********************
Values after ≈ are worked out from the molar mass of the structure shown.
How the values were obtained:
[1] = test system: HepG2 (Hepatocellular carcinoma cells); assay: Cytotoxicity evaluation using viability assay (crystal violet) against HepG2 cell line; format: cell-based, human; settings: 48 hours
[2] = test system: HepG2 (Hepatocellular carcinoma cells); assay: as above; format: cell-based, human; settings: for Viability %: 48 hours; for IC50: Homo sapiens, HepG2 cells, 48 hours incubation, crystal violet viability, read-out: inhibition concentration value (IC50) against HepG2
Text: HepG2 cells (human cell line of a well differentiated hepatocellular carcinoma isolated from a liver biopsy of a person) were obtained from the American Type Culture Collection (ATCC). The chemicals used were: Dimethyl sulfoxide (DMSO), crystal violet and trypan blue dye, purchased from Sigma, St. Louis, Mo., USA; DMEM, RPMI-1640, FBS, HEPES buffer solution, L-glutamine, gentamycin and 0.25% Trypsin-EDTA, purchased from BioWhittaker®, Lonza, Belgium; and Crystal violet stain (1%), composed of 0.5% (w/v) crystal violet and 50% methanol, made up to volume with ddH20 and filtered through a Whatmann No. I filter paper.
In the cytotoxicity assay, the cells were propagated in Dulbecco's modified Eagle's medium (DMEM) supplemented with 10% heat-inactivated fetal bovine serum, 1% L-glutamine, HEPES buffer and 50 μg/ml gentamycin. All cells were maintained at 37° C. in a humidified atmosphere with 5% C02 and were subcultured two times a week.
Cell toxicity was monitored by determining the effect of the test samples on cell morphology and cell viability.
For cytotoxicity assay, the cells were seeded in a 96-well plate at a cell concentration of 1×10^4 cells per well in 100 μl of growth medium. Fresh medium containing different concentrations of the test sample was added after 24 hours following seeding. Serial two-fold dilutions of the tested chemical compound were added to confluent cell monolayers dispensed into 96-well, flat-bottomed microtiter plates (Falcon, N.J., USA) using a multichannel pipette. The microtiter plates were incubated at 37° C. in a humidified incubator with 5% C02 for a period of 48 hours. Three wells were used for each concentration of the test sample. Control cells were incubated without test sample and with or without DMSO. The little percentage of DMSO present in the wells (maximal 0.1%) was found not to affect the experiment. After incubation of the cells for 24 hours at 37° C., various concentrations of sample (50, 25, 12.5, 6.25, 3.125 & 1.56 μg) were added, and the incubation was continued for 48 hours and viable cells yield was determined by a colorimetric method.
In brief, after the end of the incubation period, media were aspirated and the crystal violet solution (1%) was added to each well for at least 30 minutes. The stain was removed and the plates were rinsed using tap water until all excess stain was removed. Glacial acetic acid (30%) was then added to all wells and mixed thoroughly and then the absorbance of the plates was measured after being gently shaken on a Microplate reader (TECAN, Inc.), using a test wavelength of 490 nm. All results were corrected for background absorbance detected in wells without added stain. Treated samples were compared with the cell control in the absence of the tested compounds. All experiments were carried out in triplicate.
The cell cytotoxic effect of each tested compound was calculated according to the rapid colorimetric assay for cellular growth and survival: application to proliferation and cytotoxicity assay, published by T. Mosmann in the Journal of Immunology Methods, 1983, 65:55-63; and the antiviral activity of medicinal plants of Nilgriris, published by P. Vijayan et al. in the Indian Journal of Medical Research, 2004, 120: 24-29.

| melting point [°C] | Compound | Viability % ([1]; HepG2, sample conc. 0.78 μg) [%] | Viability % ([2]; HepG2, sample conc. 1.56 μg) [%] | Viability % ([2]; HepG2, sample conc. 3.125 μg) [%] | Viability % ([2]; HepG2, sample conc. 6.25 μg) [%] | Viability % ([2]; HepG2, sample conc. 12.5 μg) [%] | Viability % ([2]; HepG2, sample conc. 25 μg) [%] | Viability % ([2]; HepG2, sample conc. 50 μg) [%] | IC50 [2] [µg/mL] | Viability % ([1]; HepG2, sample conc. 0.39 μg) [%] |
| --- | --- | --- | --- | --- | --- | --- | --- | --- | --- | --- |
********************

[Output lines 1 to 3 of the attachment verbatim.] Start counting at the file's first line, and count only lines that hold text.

Values after ≈ are worked out from the molar mass of the structure shown.
How the values were obtained:
[1] = test system: HepG2 (Hepatocellular carcinoma cells); assay: Cytotoxicity evaluation using viability assay (crystal violet) against HepG2 cell line; format: cell-based, human; settings: 48 hours